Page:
Ivor man suing Isle of Wight over property rightsPublished 10:31am Friday, January 10, 2014
IVOR—An Ivor man concerned about his property rights is bringing suit against Isle of Wight County, and he’s not alone. Joseph Ferguson Jr. has enlisted legal help to defend his right to allow friends to camp on his property.
In response to emailed questions, Ferguson replied, “I am not personally speaking to the media at this time,” and he directed all inquires to Nisha Whitehead of The Rutherford Institute, a non-profit organization concerned with Americans’ personal freedoms.
That organization, in turn, has enlisted the help of Fred Taylor, an attorney with Stallings, Bush and Randall.
Taylor informed The Tidewater News on Thursday that he’s filed the suit “regarding a county zoning ordinance that I believe to be misinterpreted. In a nutshell, my client (Joseph Ferguson) allowed a friend of his to stay overnight in a camper (so that he could hunt) on his property/farm. Unfortunately, Isle of Wight County officials deemed this use of the camper would constitute an unauthorized ‘campground’ in violation of local zoning ordinances – a violation that carries the potential of criminal prosecution, to include 30 days in jail and/or up to a $1,000 fine.”
Taylor continued, “…what I have filed is a declaratory judgment action, requesting of the Court to determine that the infrequent use of the property by an RV does not constitute a ‘campground,’ and that any application of the county’s code in this regard restricting my client’s use of his property is arbitrary and an unreasonable restriction to my client’s property rights.”
More specifically, Ferguson gave permission in the summer of 2011 for a friend to stay in a camper on his 86 acres, which is located on the 12000 block of Dews Plantation Road. This was used periodically for hunting. Pre-existing hookups for electricity, water and sewer enabled the friend to stay out of the home and not disrupt the family.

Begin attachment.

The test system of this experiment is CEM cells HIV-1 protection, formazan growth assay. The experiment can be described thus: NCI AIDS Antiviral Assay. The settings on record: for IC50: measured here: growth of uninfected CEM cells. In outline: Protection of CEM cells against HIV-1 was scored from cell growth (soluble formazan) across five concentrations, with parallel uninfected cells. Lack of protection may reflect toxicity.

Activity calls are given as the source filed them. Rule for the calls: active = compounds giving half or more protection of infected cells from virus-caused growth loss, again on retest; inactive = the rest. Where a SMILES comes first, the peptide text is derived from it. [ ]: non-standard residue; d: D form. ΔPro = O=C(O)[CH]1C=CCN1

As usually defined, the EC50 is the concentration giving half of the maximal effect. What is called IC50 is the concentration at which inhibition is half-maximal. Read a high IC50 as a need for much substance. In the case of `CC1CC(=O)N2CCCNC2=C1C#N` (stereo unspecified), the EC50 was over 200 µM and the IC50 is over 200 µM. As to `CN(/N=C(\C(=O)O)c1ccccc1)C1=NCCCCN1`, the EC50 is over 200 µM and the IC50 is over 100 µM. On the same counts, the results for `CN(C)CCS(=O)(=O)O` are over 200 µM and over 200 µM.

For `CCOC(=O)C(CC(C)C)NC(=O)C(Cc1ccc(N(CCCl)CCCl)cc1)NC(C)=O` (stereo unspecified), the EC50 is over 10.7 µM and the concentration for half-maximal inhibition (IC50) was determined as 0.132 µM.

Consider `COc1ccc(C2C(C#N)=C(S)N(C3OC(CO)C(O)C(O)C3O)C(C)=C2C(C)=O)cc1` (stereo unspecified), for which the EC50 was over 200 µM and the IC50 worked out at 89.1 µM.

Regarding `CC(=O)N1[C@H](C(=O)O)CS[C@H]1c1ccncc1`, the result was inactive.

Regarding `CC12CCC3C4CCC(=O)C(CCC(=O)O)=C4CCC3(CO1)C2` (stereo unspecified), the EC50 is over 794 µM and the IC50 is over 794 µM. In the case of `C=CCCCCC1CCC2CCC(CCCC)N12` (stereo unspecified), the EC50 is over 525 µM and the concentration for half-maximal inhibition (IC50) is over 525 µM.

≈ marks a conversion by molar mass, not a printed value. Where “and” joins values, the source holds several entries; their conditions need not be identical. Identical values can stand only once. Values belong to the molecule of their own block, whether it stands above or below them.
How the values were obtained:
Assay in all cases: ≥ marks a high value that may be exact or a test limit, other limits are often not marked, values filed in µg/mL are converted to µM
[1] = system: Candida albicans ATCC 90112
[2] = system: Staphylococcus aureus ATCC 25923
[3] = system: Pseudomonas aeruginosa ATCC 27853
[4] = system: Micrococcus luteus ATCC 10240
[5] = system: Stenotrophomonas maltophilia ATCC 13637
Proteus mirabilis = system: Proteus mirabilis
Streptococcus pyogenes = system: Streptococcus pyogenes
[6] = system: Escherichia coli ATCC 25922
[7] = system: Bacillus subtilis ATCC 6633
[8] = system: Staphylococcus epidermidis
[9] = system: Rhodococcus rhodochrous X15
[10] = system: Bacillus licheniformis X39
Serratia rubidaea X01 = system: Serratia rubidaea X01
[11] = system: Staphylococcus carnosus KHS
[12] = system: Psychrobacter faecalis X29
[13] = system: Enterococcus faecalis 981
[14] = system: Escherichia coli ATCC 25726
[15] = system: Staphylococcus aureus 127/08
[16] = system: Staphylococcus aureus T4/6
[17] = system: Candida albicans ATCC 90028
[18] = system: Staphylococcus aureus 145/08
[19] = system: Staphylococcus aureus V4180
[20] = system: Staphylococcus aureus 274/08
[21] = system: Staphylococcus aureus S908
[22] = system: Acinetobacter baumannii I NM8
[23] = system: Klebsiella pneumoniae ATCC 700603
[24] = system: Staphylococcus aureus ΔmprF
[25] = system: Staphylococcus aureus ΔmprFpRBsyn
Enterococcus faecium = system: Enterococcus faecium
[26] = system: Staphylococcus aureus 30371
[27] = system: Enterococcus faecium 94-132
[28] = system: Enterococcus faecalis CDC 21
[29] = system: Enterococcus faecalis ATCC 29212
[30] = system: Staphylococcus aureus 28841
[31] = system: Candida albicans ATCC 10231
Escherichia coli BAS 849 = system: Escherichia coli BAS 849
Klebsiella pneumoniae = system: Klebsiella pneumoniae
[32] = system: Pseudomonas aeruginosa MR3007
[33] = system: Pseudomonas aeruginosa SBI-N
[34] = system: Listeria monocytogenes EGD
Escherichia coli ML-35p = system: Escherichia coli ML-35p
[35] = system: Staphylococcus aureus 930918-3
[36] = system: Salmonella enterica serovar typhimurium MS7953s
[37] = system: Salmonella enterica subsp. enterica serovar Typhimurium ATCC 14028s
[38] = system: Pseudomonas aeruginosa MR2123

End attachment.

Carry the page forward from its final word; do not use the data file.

On Oct. 6, Ferguson was informed in a letter from the county’s codes enforcement officer that in response to an anonymous complaint, Ferguson was in violation of ordinances because the trailer didn’t have a current inspection, registration and vehicle stickers, and that RVs shouldn’t be used as living quarters.
The issue went back and forth with the Planning Commission and Board of Supervisors, but not to Ferguson’s satisfaction.
Speaking for the county on the issue is Don Robertson, county spokesman.
“We are aware of this matter, but to date, we have not been served,” Robertson said. “On the ‘assumption’ that we will be served at some point, this would be a litigation matter and we would not have any comment on it.”
The issue of personal property rights is not a new one to John Whitehead, president and founder of The Rutherford Institute.
“We’re getting cases like this across the country,” he said. “Mr. Ferguson approached us about a month and half-ago. We work through pro bono lawyers. Fred [Taylor] is an affiliate and we pay all his expenses.”